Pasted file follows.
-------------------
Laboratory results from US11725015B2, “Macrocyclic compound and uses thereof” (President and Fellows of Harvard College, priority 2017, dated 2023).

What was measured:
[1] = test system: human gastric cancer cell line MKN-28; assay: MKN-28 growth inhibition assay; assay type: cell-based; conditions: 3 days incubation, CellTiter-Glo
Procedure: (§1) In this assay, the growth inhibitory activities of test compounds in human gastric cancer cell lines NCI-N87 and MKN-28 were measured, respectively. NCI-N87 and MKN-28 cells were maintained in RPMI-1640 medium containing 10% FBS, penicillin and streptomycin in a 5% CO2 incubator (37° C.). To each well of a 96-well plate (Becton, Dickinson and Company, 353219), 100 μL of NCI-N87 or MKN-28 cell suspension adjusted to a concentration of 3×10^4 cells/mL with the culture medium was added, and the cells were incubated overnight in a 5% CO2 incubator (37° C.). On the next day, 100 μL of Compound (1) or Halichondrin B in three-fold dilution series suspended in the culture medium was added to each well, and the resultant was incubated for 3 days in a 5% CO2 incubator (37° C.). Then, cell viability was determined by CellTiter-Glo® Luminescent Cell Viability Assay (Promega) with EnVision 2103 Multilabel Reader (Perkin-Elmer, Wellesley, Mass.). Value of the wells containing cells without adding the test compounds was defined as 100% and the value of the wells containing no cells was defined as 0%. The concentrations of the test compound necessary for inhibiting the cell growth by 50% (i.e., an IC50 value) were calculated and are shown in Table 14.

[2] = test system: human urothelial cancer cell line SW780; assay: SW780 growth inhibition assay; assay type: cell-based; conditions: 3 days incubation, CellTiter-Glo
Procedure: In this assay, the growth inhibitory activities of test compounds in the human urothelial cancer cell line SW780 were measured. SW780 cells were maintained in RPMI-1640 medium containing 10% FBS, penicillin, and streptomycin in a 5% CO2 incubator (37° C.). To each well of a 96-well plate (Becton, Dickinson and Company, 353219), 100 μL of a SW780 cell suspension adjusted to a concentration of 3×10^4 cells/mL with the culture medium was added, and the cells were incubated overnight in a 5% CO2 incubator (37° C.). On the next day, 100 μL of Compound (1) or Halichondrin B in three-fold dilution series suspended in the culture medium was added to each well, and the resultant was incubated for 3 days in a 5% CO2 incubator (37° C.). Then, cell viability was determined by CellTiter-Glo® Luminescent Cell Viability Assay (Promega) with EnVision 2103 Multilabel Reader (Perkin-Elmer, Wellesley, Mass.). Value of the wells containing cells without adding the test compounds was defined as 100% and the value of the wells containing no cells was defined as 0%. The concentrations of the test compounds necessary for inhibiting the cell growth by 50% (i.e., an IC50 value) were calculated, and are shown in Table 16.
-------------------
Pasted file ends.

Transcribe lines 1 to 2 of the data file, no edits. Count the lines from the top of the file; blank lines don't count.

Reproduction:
Laboratory results from US11725015B2, “Macrocyclic compound and uses thereof” (President and Fellows of Harvard College, priority 2017, dated 2023).

What was measured: